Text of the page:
This is a sign of deeply-rooted insecurities; their ego is acting instead of their authenticity. 

Deep down, they don’t see themselves as worthy of attention or love, and that’s why stating that they’ve got a hot date makes them feel better about themselves. 

8) They don’t support you unconditionally

Does your partner only support you when it’s convenient for them?

Do they want others to know that they’ve gone the extra mile to help you with something?

They probably use you for validation if they’re not consistent with their support. Being supportive only when it’s noticed or “seen” is just another sign of their insecurity. 

9) They comment on your body

Compliments are fine and welcomed, but we’re not talking about that.

People who’re looking for constant validation subconsciously try to put others down. And one of the easiest ways to do that is to comment on their bodies because so many of us are insecure about that.

Even if someone who needs constant validation starts off by giving you nice, genuine compliments, their remarks will eventually become passive-aggressive and hurtful.

This is a sign that they don’t see you as a real person with real feelings. Instead, they see you as someone who they can put down to feel better about themselves. 

10) They’re manipulative 

One of the clearest signs of somebody using you for approval is guilt-tripping and emotional manipulation. This keeps you on an unhealthy loop with them, and they can, in turn, control your feelings.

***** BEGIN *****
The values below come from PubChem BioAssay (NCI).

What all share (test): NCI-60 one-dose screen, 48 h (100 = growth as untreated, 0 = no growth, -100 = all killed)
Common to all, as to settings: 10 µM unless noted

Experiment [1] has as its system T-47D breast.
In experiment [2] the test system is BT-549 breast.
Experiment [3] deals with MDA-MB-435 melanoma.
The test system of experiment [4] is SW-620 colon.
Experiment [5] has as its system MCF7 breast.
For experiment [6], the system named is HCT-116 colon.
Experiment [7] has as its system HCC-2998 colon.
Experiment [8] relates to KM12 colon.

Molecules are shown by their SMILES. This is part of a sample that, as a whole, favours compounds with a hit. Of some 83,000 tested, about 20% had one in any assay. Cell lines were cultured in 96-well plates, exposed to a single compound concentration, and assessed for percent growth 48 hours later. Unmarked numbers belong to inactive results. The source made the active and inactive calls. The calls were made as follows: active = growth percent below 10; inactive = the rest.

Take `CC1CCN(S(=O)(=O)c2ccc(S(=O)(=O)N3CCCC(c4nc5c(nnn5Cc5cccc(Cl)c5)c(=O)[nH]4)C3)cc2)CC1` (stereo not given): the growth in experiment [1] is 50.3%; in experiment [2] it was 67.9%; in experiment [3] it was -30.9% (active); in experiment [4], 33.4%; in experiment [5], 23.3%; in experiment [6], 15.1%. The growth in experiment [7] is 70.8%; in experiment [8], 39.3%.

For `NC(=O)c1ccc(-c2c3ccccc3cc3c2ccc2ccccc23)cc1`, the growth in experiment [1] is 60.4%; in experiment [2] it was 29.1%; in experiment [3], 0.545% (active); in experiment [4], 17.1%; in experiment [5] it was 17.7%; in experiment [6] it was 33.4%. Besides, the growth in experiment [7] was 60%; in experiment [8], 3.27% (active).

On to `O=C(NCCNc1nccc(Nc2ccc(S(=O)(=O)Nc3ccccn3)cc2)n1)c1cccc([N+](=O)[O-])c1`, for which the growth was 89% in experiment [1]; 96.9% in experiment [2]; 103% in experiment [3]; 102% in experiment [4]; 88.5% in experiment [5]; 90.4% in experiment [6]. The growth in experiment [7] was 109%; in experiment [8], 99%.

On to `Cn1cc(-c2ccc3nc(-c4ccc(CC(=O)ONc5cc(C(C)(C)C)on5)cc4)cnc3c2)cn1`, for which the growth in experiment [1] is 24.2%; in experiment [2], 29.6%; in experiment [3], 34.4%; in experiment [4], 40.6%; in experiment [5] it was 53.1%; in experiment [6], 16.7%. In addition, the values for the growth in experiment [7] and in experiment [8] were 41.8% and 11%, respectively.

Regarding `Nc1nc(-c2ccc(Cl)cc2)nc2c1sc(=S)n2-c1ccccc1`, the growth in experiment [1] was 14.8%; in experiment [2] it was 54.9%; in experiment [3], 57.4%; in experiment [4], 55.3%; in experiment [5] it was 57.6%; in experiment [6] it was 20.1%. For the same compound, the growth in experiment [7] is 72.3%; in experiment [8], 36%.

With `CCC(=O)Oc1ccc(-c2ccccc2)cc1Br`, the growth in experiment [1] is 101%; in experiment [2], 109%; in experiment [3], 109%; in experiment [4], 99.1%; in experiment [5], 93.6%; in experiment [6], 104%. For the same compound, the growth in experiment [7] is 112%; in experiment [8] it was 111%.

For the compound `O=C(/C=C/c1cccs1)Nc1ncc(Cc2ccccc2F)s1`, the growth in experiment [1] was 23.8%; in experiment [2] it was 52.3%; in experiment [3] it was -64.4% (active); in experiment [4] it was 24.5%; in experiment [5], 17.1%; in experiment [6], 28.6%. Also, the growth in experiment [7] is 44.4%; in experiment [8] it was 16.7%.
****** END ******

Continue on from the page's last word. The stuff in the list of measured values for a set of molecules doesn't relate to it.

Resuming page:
If you notice manipulative behavior from your partner–don’t be afraid to bring it up and set clear boundaries of how you want to be treated. It’ll only benefit you in the future.

Common characteristics of people who need constant validation

Here are the most common signs of somebody who needs a lot of validation:

  • They ask other people about what they should do at any given moment. They struggle to make their own choices because of their insecurity. 
  • They don’t feel good about the things they do. Self-doubt is one of their greatest weaknesses. 
  • They don’t take on criticism very well, not even constructive criticism. That’s why they’ll overreact if you try to point out something wrong with their behavior. 
  • They always want to make others happy, even at the cost of their time, because they want to feel loved. Their intentions aren’t selfless; they need that validation to be comfortable in their skin. 
  • They worry about what others will think. They will do anything to avoid being seen in a negative light, and they will likely want you to do the same. 
  • They need reassurance all the time, and you will often have to compliment their appearance, their behavior, and everything else. 

How to deal with someone who needs constant validation

Seeking validation isn’t a bad thing. It’s important for all of us to feel loved and appreciated. Especially if we’re with the people we trust. 

But what happens when that’s not enough? The problems start to arise. Here’s how to help somebody in this situation: 

1) Practice active listening

When you’re dealing with somebody who needs validation all the time, listening is crucial.

When you practice active listening, you give them your full attention, showing real interest in what they’re going through. Remember to make eye contact, nod, and repeat what they said to make sure they know you’re listening. 

For example, if they say something like “I feel like a failure, ” you can ask them why they think that and what they feel they should do instead. This simple action reassures them. 

2) Don’t be afraid to ask for help

If you’re in a serious relationship, it’s best to seek professional help, like therapy or couples counseling.